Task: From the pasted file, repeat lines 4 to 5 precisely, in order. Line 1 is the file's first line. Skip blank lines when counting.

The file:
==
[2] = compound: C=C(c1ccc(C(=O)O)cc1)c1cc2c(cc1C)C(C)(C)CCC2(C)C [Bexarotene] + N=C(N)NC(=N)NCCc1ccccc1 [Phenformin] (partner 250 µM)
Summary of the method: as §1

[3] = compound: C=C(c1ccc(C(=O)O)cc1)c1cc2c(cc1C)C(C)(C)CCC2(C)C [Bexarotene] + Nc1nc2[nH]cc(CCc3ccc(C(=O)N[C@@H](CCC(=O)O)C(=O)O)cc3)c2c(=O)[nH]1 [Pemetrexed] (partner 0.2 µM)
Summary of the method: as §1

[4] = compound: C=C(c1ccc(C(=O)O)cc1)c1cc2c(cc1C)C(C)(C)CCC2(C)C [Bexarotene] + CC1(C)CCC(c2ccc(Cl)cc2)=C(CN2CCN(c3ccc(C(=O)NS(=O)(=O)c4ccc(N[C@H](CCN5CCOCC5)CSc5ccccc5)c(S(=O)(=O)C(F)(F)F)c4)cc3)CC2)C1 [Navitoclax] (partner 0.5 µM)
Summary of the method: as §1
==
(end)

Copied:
Summary of the method: as §1

[4] = compound: C=C(c1ccc(C(=O)O)cc1)c1cc2c(cc1C)C(C)(C)CCC2(C)C [Bexarotene] + CC1(C)CCC(c2ccc(Cl)cc2)=C(CN2CCN(c3ccc(C(=O)NS(=O)(=O)c4ccc(N[C@H](CCN5CCOCC5)CSc5ccccc5)c(S(=O)(=O)C(F)(F)F)c4)cc3)CC2)C1 [Navitoclax] (partner 0.5 µM)